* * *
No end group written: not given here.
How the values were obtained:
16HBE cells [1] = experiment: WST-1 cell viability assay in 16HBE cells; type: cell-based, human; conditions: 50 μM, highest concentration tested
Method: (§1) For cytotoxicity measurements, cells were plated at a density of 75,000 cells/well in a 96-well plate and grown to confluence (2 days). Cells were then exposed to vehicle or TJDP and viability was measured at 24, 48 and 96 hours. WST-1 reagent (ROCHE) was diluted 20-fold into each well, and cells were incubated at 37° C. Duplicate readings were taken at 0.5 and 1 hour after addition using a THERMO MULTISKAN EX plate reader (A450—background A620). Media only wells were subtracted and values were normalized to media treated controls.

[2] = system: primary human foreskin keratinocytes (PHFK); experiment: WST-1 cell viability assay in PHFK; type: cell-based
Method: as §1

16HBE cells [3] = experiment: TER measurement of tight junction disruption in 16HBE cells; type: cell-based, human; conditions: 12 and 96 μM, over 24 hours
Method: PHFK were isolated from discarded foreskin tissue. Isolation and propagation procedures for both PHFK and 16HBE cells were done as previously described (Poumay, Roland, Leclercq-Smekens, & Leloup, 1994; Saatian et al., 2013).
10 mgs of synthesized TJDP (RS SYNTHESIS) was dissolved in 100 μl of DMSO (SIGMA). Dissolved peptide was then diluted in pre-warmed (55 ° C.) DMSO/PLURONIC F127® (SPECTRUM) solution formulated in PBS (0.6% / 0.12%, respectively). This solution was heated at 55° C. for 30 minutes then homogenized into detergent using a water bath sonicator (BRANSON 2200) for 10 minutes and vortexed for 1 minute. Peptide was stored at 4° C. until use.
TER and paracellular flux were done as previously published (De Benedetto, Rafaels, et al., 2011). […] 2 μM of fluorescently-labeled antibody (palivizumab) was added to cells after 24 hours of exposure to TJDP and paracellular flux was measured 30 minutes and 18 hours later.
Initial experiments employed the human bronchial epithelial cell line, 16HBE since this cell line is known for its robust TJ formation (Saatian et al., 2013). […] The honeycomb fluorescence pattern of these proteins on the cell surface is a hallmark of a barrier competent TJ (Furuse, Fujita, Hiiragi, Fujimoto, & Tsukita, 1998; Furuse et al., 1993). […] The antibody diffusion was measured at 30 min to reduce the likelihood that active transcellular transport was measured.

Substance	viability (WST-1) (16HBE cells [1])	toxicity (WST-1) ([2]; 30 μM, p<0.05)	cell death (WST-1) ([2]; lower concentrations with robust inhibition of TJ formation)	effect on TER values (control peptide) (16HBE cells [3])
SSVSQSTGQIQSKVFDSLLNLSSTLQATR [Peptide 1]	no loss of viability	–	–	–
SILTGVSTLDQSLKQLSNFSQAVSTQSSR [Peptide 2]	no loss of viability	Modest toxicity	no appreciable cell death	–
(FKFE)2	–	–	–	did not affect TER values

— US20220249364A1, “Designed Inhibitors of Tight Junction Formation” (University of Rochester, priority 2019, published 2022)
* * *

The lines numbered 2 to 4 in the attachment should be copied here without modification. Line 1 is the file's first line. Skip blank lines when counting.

How the values were obtained:
16HBE cells [1] = experiment: WST-1 cell viability assay in 16HBE cells; type: cell-based, human; conditions: 50 μM, highest concentration tested
Method: (§1) For cytotoxicity measurements, cells were plated at a density of 75,000 cells/well in a 96-well plate and grown to confluence (2 days). Cells were then exposed to vehicle or TJDP and viability was measured at 24, 48 and 96 hours. WST-1 reagent (ROCHE) was diluted 20-fold into each well, and cells were incubated at 37° C. Duplicate readings were taken at 0.5 and 1 hour after addition using a THERMO MULTISKAN EX plate reader (A450—background A620). Media only wells were subtracted and values were normalized to media treated controls.